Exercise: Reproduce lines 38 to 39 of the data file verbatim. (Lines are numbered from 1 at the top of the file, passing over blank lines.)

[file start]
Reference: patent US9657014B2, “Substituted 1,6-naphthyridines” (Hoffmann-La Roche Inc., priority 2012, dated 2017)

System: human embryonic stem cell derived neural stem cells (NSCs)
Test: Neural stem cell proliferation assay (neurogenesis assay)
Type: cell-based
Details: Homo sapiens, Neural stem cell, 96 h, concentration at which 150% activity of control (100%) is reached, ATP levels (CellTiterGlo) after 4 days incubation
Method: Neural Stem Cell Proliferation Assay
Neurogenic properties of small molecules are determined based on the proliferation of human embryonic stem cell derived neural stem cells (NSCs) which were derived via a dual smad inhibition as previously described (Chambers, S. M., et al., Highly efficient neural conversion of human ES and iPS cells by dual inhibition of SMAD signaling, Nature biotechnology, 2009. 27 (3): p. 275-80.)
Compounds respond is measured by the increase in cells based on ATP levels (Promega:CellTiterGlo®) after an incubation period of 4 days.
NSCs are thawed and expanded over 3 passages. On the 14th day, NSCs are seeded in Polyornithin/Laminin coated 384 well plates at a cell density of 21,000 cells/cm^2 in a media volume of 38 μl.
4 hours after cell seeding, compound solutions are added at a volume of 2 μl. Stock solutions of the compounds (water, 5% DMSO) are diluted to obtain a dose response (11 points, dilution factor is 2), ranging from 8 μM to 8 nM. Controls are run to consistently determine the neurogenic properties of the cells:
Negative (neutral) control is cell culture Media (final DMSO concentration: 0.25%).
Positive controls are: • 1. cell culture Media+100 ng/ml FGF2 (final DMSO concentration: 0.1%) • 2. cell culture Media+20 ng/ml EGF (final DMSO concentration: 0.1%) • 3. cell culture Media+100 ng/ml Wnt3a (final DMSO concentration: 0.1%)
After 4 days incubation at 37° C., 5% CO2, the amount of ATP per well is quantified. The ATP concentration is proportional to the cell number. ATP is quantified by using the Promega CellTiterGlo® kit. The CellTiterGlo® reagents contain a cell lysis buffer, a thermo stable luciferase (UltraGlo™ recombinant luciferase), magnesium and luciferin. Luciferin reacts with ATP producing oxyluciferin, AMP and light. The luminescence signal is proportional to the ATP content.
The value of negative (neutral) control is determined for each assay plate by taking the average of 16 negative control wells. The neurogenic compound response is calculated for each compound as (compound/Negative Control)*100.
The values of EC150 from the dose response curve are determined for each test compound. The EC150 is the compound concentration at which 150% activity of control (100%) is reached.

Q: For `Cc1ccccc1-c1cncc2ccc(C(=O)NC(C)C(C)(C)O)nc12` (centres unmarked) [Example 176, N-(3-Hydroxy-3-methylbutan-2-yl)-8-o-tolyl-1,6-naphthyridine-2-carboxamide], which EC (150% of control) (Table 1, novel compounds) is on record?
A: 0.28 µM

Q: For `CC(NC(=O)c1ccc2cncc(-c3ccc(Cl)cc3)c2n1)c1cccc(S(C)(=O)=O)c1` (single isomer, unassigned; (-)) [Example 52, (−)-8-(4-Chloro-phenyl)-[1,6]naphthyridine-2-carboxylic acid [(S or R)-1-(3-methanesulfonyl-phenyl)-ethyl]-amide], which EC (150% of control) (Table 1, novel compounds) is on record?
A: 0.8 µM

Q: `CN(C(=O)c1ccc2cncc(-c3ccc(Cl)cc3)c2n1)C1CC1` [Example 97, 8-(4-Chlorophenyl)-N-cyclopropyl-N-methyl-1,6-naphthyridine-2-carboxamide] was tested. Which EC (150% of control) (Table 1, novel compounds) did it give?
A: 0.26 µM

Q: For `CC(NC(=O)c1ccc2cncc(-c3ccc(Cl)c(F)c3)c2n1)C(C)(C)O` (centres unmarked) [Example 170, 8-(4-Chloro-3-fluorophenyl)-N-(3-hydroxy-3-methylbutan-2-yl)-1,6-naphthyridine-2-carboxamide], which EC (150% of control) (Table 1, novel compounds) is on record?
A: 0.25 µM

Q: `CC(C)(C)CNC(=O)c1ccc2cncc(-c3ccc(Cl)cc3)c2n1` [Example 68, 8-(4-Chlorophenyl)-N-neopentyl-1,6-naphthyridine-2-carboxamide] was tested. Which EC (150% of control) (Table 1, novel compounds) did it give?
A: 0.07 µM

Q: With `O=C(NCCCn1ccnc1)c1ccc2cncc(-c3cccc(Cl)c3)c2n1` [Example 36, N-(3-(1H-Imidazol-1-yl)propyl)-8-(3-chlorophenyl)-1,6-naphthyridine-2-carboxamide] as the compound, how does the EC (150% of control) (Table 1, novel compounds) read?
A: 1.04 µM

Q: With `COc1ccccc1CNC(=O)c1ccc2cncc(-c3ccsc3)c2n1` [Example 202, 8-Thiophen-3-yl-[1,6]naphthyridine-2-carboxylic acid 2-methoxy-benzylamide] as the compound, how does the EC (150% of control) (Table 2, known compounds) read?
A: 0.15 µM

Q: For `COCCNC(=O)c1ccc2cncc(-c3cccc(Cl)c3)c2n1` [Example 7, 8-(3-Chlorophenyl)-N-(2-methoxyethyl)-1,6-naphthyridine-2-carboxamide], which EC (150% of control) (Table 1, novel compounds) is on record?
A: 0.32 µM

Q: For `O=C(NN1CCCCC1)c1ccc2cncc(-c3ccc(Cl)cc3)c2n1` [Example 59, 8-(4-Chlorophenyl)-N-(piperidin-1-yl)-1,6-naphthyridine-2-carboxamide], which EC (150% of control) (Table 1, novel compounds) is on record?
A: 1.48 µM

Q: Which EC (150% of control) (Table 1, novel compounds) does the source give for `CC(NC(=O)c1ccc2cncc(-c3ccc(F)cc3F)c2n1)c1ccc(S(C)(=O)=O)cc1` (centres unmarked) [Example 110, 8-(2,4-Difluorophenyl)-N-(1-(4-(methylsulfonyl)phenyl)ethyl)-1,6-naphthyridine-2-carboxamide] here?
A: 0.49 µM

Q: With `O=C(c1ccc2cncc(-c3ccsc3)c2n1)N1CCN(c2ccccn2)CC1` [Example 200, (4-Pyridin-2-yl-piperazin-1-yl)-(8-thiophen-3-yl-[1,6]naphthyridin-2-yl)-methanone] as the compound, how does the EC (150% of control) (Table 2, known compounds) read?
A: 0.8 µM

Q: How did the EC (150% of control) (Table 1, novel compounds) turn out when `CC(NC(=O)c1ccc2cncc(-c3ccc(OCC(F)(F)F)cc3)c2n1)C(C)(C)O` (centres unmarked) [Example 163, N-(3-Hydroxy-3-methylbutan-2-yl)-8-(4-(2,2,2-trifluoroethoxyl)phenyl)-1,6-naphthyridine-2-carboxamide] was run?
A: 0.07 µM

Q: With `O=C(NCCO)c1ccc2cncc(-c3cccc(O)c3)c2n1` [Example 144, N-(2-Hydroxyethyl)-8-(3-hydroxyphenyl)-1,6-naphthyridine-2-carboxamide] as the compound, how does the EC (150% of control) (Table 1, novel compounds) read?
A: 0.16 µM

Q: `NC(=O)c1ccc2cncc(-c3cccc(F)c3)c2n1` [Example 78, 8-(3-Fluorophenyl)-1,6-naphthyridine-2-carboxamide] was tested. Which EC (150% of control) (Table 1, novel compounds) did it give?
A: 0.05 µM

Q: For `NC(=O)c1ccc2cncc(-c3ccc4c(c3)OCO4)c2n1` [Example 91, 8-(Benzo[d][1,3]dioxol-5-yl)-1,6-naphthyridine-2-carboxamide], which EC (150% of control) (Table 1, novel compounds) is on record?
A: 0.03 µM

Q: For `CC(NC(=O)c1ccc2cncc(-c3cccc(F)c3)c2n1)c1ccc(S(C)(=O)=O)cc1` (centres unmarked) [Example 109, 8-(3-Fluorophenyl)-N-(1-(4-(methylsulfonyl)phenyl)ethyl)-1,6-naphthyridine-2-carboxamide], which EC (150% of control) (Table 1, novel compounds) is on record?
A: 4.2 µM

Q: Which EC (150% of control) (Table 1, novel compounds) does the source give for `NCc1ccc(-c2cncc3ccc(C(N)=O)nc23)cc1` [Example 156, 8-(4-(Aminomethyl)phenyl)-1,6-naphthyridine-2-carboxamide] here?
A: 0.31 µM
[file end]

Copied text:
Q: How did the EC (150% of control) (Table 1, novel compounds) turn out when `CC(NC(=O)c1ccc2cncc(-c3ccc(OCC(F)(F)F)cc3)c2n1)C(C)(C)O` (centres unmarked) [Example 163, N-(3-Hydroxy-3-methylbutan-2-yl)-8-(4-(2,2,2-trifluoroethoxyl)phenyl)-1,6-naphthyridine-2-carboxamide] was run?
A: 0.07 µM